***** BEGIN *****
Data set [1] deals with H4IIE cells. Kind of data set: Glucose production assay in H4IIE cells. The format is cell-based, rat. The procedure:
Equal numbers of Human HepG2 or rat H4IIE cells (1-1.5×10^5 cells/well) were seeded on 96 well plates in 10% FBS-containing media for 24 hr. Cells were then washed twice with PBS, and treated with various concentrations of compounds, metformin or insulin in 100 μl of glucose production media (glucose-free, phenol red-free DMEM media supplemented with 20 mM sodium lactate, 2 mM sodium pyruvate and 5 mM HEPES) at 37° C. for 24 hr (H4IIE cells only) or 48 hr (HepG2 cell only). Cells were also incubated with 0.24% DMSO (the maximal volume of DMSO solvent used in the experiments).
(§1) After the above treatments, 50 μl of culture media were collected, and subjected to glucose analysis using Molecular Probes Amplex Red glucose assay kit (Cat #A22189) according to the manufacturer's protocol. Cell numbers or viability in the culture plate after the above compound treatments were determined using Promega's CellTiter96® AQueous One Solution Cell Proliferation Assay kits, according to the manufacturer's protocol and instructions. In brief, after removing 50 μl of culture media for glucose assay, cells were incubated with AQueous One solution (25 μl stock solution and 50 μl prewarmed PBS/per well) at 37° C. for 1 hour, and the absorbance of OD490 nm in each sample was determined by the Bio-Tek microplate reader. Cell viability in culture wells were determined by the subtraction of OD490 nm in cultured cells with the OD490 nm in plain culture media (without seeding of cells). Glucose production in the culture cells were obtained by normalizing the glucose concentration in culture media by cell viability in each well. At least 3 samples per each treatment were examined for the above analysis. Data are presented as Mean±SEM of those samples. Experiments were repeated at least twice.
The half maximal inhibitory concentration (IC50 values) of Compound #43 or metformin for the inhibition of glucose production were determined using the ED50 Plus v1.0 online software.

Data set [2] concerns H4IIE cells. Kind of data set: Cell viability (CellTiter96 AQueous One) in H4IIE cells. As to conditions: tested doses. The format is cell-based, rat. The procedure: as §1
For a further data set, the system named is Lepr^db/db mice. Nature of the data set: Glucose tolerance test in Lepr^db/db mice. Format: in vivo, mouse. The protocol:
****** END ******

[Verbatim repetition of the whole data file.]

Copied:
Data set [1] deals with H4IIE cells. Kind of data set: Glucose production assay in H4IIE cells. The format is cell-based, rat. The procedure:
Equal numbers of Human HepG2 or rat H4IIE cells (1-1.5×10^5 cells/well) were seeded on 96 well plates in 10% FBS-containing media for 24 hr. Cells were then washed twice with PBS, and treated with various concentrations of compounds, metformin or insulin in 100 μl of glucose production media (glucose-free, phenol red-free DMEM media supplemented with 20 mM sodium lactate, 2 mM sodium pyruvate and 5 mM HEPES) at 37° C. for 24 hr (H4IIE cells only) or 48 hr (HepG2 cell only). Cells were also incubated with 0.24% DMSO (the maximal volume of DMSO solvent used in the experiments).
(§1) After the above treatments, 50 μl of culture media were collected, and subjected to glucose analysis using Molecular Probes Amplex Red glucose assay kit (Cat #A22189) according to the manufacturer's protocol. Cell numbers or viability in the culture plate after the above compound treatments were determined using Promega's CellTiter96® AQueous One Solution Cell Proliferation Assay kits, according to the manufacturer's protocol and instructions. In brief, after removing 50 μl of culture media for glucose assay, cells were incubated with AQueous One solution (25 μl stock solution and 50 μl prewarmed PBS/per well) at 37° C. for 1 hour, and the absorbance of OD490 nm in each sample was determined by the Bio-Tek microplate reader. Cell viability in culture wells were determined by the subtraction of OD490 nm in cultured cells with the OD490 nm in plain culture media (without seeding of cells). Glucose production in the culture cells were obtained by normalizing the glucose concentration in culture media by cell viability in each well. At least 3 samples per each treatment were examined for the above analysis. Data are presented as Mean±SEM of those samples. Experiments were repeated at least twice.
The half maximal inhibitory concentration (IC50 values) of Compound #43 or metformin for the inhibition of glucose production were determined using the ED50 Plus v1.0 online software.

Data set [2] concerns H4IIE cells. Kind of data set: Cell viability (CellTiter96 AQueous One) in H4IIE cells. As to conditions: tested doses. The format is cell-based, rat. The procedure: as §1
For a further data set, the system named is Lepr^db/db mice. Nature of the data set: Glucose tolerance test in Lepr^db/db mice. Format: in vivo, mouse. The protocol: